“Water,” Tu-Kila-Kila said, with half-tipsy solemnity, “you are a god too. Your power is very great. But less than mine. Do, then, as I bid you. If any man touch my spirits, whom I have brought from my home in the sun in a fiery ship, before I bid him to-morrow, overturn his canoe, and drown him in lagoon or spring or ocean. If any woman go near them without Tu-Kila-Kila’s leave, bind her hand and foot with ropes of porpoise hide, and cast her out into the surf, and dash her with your waves, and pummel her to pieces.”
The King of Water bent his head a second time. “I am a great god,” he answered, “before all others save you: but for you, Tu-Kila-Kila, I haste to do your bidding. If any man disobey you, my billows shall rise and overwhelm him in the sea. I am a great god. I claim each year many drowned victims.”
“But not so many as me,” Tu-Kila-Kila interposed, his hand playing on his knife with a faint air of impatience.
“But not so many as you,” the minor god added, in haste, as if to appease his rising anger. “Fire and Water ever speed to do your bidding.”
Tu-Kila-Kila stood up, turned toward the distant flame, and waved his hands round and round three times before him. “Let this be for you all a great taboo,” he said, glancing once more toward his awe-struck followers. “Now the mysteries are over. Tu-Kila-Kila will sleep. He has eaten of human flesh. He has drunk of cocoanut rum and of new kava. He has brought back his sun on its way in the heavens. He has sent it messengers of fire to reinforce its strength. He has fetched from it messengers in turn with fresh fire to Boupari, fire not lighted from any earthly flame; fire new, divine, scorching, unspeakable. To-morrow we will talk with the spirits he has brought. To-night we will sleep. Now all go to your homes; and tell your women of this great taboo, lest they speak to the spirits, and fall into the hands of Fire or of Water.”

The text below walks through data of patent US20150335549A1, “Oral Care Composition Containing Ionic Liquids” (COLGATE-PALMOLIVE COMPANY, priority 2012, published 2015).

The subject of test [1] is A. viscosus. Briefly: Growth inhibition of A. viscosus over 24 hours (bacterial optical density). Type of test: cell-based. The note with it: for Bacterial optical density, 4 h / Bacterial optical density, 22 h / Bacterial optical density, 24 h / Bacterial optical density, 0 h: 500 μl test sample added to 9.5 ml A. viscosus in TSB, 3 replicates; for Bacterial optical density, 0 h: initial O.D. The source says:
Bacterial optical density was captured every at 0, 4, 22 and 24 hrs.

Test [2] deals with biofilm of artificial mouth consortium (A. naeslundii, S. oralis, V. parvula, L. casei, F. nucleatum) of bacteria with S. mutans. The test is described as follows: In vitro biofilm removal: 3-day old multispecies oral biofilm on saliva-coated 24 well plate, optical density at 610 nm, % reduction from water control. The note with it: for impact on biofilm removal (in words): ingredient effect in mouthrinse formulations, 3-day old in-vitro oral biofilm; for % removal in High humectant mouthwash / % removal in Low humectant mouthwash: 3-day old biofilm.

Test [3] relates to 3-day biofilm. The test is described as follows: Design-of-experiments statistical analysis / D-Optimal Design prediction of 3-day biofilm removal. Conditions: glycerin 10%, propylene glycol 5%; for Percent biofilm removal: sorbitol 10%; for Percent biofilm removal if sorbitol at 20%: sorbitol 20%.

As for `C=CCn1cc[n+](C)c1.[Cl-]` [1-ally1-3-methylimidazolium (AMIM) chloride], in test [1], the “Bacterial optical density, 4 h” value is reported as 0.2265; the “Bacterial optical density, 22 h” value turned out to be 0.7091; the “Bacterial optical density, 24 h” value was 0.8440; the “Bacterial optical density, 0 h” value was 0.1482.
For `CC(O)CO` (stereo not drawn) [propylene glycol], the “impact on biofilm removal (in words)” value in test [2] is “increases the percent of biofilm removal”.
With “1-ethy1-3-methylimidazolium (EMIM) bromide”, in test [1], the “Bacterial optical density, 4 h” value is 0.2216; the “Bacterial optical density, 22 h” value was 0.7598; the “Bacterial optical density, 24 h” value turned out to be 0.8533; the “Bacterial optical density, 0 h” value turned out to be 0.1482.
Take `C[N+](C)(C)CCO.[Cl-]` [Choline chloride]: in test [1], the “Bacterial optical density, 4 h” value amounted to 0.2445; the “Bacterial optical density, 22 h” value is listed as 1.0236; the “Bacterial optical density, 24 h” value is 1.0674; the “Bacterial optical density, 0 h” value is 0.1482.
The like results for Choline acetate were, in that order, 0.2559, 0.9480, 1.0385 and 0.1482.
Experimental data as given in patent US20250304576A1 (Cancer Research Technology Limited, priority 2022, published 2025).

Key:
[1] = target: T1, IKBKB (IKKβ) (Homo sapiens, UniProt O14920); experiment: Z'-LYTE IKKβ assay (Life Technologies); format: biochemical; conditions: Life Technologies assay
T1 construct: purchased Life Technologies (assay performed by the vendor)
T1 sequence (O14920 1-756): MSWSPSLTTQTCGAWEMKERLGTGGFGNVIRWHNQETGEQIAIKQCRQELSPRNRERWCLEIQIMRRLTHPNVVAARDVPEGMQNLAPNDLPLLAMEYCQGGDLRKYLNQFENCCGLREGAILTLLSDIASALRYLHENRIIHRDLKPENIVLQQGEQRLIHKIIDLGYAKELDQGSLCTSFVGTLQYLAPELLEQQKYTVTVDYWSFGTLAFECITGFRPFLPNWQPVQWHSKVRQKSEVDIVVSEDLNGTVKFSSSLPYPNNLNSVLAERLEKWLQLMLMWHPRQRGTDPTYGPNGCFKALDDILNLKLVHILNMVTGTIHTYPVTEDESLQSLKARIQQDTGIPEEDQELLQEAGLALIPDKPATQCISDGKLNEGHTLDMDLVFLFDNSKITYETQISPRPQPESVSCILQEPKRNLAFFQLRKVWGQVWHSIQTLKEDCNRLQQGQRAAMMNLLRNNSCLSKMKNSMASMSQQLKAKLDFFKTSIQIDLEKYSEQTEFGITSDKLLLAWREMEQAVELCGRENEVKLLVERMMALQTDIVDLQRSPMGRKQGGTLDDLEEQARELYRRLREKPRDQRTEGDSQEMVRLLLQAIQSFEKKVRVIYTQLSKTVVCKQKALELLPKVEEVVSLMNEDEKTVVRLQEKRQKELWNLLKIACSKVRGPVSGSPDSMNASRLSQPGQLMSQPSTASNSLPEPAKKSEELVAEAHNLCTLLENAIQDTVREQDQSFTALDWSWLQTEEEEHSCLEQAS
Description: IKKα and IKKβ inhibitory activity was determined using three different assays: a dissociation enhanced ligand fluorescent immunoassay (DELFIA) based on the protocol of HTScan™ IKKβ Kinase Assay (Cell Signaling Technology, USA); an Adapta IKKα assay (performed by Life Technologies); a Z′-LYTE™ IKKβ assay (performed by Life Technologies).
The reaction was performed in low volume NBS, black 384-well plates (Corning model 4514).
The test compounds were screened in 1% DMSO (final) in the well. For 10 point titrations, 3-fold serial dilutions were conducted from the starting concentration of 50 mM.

The savages dropped on their faces before the eye of their god and lay quite still. They made a path as it were from the pyre to the temple door with their prostrate bodies. Tu-Kila-Kila, walking with unsteady steps over their half-naked forms, turned to his hut in a drunken booze. He walked over them with no more compunction or feeling than over so many logs. Why should he not, indeed? For he was a god, and they were his meat, his servants, his worshippers.
The guests of heaven.
All that night through—their first lonely night on the island of Boupari—Felix sat up by his flickering fire, wide awake, half expecting and dreading some treacherous attack of the unknown savages. From time to time he kept adding dry fuel to his smouldering pile; and he never ceased to keep a keen eye both on the lagoon and the reef, in case an assault should be made upon them suddenly by land or water. He knew the South Seas quite well enough already to have all the possibilities of misfortune floating vividly before his eyes. He realized at once from his own previous experience the full loneliness and terror of their unarmed condition.